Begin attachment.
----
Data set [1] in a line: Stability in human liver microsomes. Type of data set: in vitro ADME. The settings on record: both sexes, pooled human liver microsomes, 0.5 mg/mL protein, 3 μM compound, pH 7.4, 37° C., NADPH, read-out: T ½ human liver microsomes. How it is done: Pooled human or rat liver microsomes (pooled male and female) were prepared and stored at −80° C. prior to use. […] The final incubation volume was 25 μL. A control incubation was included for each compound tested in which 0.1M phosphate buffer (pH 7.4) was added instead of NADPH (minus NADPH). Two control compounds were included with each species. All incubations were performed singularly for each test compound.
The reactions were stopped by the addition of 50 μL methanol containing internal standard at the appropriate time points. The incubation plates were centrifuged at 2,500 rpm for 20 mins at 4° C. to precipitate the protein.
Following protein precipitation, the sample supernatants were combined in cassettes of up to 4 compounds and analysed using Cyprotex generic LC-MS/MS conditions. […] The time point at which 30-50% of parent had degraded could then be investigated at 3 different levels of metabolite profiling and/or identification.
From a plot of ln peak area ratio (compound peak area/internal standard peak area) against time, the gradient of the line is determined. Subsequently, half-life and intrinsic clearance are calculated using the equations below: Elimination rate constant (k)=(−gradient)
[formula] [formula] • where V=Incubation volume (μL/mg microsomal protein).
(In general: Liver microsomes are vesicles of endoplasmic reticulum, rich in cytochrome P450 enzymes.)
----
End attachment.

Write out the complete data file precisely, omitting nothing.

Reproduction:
Data set [1] in a line: Stability in human liver microsomes. Type of data set: in vitro ADME. The settings on record: both sexes, pooled human liver microsomes, 0.5 mg/mL protein, 3 μM compound, pH 7.4, 37° C., NADPH, read-out: T ½ human liver microsomes. How it is done: Pooled human or rat liver microsomes (pooled male and female) were prepared and stored at −80° C. prior to use. […] The final incubation volume was 25 μL. A control incubation was included for each compound tested in which 0.1M phosphate buffer (pH 7.4) was added instead of NADPH (minus NADPH). Two control compounds were included with each species. All incubations were performed singularly for each test compound.
The reactions were stopped by the addition of 50 μL methanol containing internal standard at the appropriate time points. The incubation plates were centrifuged at 2,500 rpm for 20 mins at 4° C. to precipitate the protein.
Following protein precipitation, the sample supernatants were combined in cassettes of up to 4 compounds and analysed using Cyprotex generic LC-MS/MS conditions. […] The time point at which 30-50% of parent had degraded could then be investigated at 3 different levels of metabolite profiling and/or identification.
From a plot of ln peak area ratio (compound peak area/internal standard peak area) against time, the gradient of the line is determined. Subsequently, half-life and intrinsic clearance are calculated using the equations below: Elimination rate constant (k)=(−gradient)
[formula] [formula] • where V=Incubation volume (μL/mg microsomal protein).
(In general: Liver microsomes are vesicles of endoplasmic reticulum, rich in cytochrome P450 enzymes.)